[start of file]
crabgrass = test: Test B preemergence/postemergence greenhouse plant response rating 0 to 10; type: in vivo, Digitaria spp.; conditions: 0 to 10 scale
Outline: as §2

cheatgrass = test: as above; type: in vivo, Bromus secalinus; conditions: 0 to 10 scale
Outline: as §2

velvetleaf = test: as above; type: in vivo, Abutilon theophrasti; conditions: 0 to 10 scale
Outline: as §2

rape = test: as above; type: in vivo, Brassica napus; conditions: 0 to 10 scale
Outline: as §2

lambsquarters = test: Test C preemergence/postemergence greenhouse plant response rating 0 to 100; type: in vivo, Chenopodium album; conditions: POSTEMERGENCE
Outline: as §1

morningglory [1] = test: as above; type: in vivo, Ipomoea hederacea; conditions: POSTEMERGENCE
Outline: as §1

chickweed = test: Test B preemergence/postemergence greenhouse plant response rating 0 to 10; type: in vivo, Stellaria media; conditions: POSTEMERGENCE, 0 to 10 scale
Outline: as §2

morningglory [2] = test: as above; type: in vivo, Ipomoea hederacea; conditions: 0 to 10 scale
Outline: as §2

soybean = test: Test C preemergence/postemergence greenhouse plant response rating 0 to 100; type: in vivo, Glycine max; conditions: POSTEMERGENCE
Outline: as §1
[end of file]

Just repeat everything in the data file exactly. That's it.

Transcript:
crabgrass = test: Test B preemergence/postemergence greenhouse plant response rating 0 to 10; type: in vivo, Digitaria spp.; conditions: 0 to 10 scale
Outline: as §2

cheatgrass = test: as above; type: in vivo, Bromus secalinus; conditions: 0 to 10 scale
Outline: as §2

velvetleaf = test: as above; type: in vivo, Abutilon theophrasti; conditions: 0 to 10 scale
Outline: as §2

rape = test: as above; type: in vivo, Brassica napus; conditions: 0 to 10 scale
Outline: as §2

lambsquarters = test: Test C preemergence/postemergence greenhouse plant response rating 0 to 100; type: in vivo, Chenopodium album; conditions: POSTEMERGENCE
Outline: as §1

morningglory [1] = test: as above; type: in vivo, Ipomoea hederacea; conditions: POSTEMERGENCE
Outline: as §1

chickweed = test: Test B preemergence/postemergence greenhouse plant response rating 0 to 10; type: in vivo, Stellaria media; conditions: POSTEMERGENCE, 0 to 10 scale
Outline: as §2

morningglory [2] = test: as above; type: in vivo, Ipomoea hederacea; conditions: 0 to 10 scale
Outline: as §2

soybean = test: Test C preemergence/postemergence greenhouse plant response rating 0 to 100; type: in vivo, Glycine max; conditions: POSTEMERGENCE
Outline: as §1